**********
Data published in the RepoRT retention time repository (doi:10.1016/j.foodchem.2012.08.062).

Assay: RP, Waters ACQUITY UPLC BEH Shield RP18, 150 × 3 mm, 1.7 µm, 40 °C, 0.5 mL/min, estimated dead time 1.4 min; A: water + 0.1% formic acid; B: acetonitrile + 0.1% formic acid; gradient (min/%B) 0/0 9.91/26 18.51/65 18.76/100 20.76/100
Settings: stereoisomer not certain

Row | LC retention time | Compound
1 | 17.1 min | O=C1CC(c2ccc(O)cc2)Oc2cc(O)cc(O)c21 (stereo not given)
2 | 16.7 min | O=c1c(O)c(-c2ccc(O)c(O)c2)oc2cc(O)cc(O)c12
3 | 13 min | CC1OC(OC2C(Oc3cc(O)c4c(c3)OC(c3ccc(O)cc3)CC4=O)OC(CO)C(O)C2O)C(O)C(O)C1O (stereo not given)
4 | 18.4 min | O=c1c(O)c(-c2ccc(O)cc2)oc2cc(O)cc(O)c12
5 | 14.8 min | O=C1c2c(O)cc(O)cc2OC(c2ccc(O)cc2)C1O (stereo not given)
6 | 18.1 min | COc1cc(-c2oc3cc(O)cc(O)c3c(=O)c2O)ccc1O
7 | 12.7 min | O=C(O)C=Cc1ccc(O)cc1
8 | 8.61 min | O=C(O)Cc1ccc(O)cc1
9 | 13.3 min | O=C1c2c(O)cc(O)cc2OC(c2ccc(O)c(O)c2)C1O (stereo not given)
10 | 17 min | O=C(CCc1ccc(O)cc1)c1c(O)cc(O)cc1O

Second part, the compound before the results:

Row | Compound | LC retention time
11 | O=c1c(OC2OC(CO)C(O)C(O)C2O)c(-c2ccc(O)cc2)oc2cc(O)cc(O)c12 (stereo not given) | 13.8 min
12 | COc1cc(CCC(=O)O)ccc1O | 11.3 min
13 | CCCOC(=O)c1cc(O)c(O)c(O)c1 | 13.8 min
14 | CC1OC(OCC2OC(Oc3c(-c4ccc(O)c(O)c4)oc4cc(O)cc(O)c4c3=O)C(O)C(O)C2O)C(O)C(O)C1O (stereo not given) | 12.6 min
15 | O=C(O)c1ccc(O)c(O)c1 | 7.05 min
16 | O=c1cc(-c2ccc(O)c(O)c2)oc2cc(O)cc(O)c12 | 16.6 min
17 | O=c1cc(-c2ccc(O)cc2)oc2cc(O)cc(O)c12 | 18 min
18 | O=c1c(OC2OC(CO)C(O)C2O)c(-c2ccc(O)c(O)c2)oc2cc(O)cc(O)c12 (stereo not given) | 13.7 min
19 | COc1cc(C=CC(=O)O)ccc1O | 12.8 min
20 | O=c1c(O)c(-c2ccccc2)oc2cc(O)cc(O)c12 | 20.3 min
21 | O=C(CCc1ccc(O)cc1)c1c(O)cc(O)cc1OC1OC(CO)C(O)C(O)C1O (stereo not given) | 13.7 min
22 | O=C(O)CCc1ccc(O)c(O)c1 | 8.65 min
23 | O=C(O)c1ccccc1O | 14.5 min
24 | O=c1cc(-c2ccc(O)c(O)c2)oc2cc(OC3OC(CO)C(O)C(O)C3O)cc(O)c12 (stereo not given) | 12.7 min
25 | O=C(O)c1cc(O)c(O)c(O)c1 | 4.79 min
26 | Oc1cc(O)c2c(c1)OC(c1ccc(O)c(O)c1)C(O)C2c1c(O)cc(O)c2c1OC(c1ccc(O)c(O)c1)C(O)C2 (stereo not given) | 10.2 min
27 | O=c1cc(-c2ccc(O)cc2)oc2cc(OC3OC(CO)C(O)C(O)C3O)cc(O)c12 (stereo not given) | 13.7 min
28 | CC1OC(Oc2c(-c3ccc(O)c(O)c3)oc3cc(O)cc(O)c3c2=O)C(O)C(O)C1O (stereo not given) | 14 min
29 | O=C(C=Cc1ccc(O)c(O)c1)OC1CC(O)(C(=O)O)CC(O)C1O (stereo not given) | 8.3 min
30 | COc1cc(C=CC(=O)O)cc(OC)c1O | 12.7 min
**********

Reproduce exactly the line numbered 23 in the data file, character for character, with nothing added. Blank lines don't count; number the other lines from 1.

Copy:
17 | O=c1cc(-c2ccc(O)cc2)oc2cc(O)cc(O)c12 | 18 min